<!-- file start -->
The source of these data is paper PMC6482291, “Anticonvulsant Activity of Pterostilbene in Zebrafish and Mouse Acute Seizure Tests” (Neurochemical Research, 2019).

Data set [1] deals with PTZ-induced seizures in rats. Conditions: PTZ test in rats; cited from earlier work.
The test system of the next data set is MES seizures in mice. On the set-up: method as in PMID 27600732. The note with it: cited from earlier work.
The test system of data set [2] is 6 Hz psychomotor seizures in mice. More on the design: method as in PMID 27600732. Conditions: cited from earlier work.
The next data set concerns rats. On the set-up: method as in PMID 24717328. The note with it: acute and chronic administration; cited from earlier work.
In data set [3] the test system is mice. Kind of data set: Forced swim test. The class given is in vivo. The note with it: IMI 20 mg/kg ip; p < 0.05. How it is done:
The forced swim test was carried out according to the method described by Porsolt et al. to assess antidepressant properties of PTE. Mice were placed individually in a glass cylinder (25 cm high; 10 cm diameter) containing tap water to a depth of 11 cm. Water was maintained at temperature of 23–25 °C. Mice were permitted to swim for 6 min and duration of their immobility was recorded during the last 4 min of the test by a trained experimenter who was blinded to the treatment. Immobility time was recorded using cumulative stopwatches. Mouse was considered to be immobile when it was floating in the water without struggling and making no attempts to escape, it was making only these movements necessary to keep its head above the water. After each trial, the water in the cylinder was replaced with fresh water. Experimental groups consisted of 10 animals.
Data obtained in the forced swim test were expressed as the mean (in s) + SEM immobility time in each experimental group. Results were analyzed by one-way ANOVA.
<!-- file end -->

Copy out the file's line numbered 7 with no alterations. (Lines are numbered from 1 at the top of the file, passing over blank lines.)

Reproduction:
The forced swim test was carried out according to the method described by Porsolt et al. to assess antidepressant properties of PTE. Mice were placed individually in a glass cylinder (25 cm high; 10 cm diameter) containing tap water to a depth of 11 cm. Water was maintained at temperature of 23–25 °C. Mice were permitted to swim for 6 min and duration of their immobility was recorded during the last 4 min of the test by a trained experimenter who was blinded to the treatment. Immobility time was recorded using cumulative stopwatches. Mouse was considered to be immobile when it was floating in the water without struggling and making no attempts to escape, it was making only these movements necessary to keep its head above the water. After each trial, the water in the cylinder was replaced with fresh water. Experimental groups consisted of 10 animals.